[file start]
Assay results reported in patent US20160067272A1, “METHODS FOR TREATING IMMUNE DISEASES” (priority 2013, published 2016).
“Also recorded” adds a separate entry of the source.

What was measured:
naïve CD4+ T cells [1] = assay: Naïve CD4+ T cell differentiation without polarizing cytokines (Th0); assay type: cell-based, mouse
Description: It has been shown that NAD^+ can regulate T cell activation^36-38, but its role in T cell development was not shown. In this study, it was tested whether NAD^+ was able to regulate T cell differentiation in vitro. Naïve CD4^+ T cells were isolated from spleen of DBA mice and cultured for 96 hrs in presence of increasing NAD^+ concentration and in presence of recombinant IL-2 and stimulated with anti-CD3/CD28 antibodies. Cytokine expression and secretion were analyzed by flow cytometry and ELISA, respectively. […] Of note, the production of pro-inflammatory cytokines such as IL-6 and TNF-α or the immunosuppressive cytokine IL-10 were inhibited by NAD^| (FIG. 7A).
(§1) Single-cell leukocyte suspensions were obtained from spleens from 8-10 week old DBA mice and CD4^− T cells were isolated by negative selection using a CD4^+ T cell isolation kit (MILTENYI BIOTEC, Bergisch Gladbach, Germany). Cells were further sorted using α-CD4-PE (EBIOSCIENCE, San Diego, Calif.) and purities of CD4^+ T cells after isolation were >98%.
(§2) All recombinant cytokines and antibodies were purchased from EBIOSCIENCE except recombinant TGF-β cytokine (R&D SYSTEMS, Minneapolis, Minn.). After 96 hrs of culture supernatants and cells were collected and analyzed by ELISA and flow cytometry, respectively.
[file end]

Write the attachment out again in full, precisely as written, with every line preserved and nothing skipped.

Assay results reported in patent US20160067272A1, “METHODS FOR TREATING IMMUNE DISEASES” (priority 2013, published 2016).
“Also recorded” adds a separate entry of the source.

What was measured:
naïve CD4+ T cells [1] = assay: Naïve CD4+ T cell differentiation without polarizing cytokines (Th0); assay type: cell-based, mouse
Description: It has been shown that NAD^+ can regulate T cell activation^36-38, but its role in T cell development was not shown. In this study, it was tested whether NAD^+ was able to regulate T cell differentiation in vitro. Naïve CD4^+ T cells were isolated from spleen of DBA mice and cultured for 96 hrs in presence of increasing NAD^+ concentration and in presence of recombinant IL-2 and stimulated with anti-CD3/CD28 antibodies. Cytokine expression and secretion were analyzed by flow cytometry and ELISA, respectively. […] Of note, the production of pro-inflammatory cytokines such as IL-6 and TNF-α or the immunosuppressive cytokine IL-10 were inhibited by NAD^| (FIG. 7A).
(§1) Single-cell leukocyte suspensions were obtained from spleens from 8-10 week old DBA mice and CD4^− T cells were isolated by negative selection using a CD4^+ T cell isolation kit (MILTENYI BIOTEC, Bergisch Gladbach, Germany). Cells were further sorted using α-CD4-PE (EBIOSCIENCE, San Diego, Calif.) and purities of CD4^+ T cells after isolation were >98%.
(§2) All recombinant cytokines and antibodies were purchased from EBIOSCIENCE except recombinant TGF-β cytokine (R&D SYSTEMS, Minneapolis, Minn.). After 96 hrs of culture supernatants and cells were collected and analyzed by ELISA and flow cytometry, respectively.